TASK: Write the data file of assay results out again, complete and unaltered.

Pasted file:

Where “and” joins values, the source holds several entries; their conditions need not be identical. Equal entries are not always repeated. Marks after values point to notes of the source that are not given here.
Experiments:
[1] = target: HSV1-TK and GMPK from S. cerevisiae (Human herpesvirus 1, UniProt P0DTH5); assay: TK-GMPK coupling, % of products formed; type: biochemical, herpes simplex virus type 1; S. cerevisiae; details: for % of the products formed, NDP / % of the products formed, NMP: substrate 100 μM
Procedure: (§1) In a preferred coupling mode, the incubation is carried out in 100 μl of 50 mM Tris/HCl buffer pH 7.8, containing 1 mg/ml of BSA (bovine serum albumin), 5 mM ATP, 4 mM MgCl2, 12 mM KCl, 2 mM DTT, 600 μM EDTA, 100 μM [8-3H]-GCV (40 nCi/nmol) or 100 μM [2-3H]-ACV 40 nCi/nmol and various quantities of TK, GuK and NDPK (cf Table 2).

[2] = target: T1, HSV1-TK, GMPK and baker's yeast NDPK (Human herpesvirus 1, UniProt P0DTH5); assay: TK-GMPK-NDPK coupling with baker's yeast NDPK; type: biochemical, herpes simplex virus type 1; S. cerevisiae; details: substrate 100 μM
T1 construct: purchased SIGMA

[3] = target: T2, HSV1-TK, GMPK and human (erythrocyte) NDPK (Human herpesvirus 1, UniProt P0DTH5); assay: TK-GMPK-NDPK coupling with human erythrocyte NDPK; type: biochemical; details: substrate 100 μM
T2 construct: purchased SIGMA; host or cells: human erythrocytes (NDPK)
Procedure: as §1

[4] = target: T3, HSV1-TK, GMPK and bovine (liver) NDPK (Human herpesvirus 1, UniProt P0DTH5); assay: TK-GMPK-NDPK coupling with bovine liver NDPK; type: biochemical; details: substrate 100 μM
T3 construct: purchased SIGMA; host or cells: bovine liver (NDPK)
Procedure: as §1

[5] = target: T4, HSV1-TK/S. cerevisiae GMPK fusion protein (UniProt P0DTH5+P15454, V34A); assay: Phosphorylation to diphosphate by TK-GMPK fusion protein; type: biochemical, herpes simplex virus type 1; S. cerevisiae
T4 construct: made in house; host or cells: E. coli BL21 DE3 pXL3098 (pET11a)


Where “and” joins values, the source holds several entries; their conditions need not be identical. Equal entries are not always repeated. Marks after values point to notes of the source that are not given here.
Experiments:
[1] = target: HSV1-TK and GMPK from S. cerevisiae (Human herpesvirus 1, UniProt P0DTH5); assay: TK-GMPK coupling, % of products formed; type: biochemical, herpes simplex virus type 1; S. cerevisiae; details: for % of the products formed, NDP / % of the products formed, NMP: substrate 100 μM
Procedure: (§1) In a preferred coupling mode, the incubation is carried out in 100 μl of 50 mM Tris/HCl buffer pH 7.8, containing 1 mg/ml of BSA (bovine serum albumin), 5 mM ATP, 4 mM MgCl2, 12 mM KCl, 2 mM DTT, 600 μM EDTA, 100 μM [8-3H]-GCV (40 nCi/nmol) or 100 μM [2-3H]-ACV 40 nCi/nmol and various quantities of TK, GuK and NDPK (cf Table 2).

[2] = target: T1, HSV1-TK, GMPK and baker's yeast NDPK (Human herpesvirus 1, UniProt P0DTH5); assay: TK-GMPK-NDPK coupling with baker's yeast NDPK; type: biochemical, herpes simplex virus type 1; S. cerevisiae; details: substrate 100 μM
T1 construct: purchased SIGMA

[3] = target: T2, HSV1-TK, GMPK and human (erythrocyte) NDPK (Human herpesvirus 1, UniProt P0DTH5); assay: TK-GMPK-NDPK coupling with human erythrocyte NDPK; type: biochemical; details: substrate 100 μM
T2 construct: purchased SIGMA; host or cells: human erythrocytes (NDPK)
Procedure: as §1

[4] = target: T3, HSV1-TK, GMPK and bovine (liver) NDPK (Human herpesvirus 1, UniProt P0DTH5); assay: TK-GMPK-NDPK coupling with bovine liver NDPK; type: biochemical; details: substrate 100 μM
T3 construct: purchased SIGMA; host or cells: bovine liver (NDPK)
Procedure: as §1

[5] = target: T4, HSV1-TK/S. cerevisiae GMPK fusion protein (UniProt P0DTH5+P15454, V34A); assay: Phosphorylation to diphosphate by TK-GMPK fusion protein; type: biochemical, herpes simplex virus type 1; S. cerevisiae
T4 construct: made in house; host or cells: E. coli BL21 DE3 pXL3098 (pET11a)